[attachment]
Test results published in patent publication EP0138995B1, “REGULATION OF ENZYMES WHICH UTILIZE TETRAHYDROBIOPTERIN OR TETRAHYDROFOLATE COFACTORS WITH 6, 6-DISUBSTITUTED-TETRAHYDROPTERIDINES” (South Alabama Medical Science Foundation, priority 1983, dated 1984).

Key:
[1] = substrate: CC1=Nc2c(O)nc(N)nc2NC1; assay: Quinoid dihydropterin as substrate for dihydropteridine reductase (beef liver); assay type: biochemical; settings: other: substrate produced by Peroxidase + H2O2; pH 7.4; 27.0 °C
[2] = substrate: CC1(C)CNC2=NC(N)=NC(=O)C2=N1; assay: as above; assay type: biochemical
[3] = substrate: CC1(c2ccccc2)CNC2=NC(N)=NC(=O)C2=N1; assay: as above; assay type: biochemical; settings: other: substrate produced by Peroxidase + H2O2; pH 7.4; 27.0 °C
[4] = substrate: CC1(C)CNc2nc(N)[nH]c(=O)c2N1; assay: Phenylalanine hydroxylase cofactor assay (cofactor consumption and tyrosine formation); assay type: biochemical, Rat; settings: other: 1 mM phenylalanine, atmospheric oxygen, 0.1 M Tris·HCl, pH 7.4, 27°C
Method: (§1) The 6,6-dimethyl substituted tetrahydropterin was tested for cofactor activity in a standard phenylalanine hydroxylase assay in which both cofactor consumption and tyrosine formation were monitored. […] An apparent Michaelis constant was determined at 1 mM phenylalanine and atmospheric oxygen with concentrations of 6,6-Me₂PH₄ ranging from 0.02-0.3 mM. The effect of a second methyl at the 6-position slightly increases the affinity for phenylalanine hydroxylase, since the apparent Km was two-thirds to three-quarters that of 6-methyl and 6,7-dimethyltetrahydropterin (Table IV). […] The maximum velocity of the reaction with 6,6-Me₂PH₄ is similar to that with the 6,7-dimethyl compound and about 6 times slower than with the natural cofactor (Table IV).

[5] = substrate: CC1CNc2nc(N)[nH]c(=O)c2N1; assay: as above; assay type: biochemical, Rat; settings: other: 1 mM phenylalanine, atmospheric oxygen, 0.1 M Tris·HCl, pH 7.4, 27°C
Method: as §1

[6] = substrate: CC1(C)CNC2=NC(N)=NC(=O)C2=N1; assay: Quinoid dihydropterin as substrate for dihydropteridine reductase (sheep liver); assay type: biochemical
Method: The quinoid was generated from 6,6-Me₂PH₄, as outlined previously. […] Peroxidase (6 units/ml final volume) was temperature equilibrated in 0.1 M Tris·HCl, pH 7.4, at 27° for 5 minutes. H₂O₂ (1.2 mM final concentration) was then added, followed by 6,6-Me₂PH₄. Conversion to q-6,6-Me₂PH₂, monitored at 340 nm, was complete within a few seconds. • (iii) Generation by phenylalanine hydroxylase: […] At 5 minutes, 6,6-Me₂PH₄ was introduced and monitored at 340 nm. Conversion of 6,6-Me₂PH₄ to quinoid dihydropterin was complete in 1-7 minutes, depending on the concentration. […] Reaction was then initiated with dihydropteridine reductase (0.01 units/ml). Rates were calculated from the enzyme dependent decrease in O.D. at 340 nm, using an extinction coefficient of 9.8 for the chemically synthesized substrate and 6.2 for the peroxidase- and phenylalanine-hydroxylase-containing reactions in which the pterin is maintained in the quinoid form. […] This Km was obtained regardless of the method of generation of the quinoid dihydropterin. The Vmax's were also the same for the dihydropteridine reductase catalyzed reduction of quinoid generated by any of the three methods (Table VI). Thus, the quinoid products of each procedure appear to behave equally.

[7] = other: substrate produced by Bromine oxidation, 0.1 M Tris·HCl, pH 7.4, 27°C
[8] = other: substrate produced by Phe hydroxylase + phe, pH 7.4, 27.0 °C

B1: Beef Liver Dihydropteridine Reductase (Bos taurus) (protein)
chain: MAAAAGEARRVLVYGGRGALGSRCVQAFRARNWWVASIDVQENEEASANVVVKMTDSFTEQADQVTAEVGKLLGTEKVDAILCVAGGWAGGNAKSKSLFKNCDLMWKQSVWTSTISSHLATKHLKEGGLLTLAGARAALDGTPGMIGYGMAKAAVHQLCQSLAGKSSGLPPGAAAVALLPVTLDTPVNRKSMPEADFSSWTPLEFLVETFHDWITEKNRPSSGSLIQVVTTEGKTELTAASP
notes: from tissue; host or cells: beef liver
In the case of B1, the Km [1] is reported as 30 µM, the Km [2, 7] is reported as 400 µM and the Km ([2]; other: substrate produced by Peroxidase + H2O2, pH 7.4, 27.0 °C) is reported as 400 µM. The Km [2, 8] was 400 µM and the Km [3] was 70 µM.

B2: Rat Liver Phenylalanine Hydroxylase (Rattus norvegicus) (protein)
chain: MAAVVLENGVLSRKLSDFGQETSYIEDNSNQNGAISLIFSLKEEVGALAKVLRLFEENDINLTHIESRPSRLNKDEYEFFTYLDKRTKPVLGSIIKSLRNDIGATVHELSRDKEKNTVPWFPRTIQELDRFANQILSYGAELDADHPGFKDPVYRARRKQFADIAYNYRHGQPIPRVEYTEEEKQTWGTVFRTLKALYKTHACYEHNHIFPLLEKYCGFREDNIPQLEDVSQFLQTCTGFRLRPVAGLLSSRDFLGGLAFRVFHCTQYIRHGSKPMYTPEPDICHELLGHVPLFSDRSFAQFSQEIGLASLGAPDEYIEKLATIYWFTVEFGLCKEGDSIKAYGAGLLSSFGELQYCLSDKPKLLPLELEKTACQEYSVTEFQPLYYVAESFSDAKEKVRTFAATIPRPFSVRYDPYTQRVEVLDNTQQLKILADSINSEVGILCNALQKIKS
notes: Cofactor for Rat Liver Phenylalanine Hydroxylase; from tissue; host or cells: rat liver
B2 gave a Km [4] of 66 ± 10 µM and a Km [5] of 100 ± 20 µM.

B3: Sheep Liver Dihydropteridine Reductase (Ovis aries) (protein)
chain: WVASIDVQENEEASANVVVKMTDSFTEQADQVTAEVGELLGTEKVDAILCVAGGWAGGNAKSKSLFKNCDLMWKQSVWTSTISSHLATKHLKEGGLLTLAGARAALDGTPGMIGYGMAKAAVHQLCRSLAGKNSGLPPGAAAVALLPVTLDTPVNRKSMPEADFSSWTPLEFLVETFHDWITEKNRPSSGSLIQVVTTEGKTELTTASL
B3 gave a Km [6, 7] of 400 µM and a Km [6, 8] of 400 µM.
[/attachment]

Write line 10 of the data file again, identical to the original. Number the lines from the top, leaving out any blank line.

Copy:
[6] = substrate: CC1(C)CNC2=NC(N)=NC(=O)C2=N1; assay: Quinoid dihydropterin as substrate for dihydropteridine reductase (sheep liver); assay type: biochemical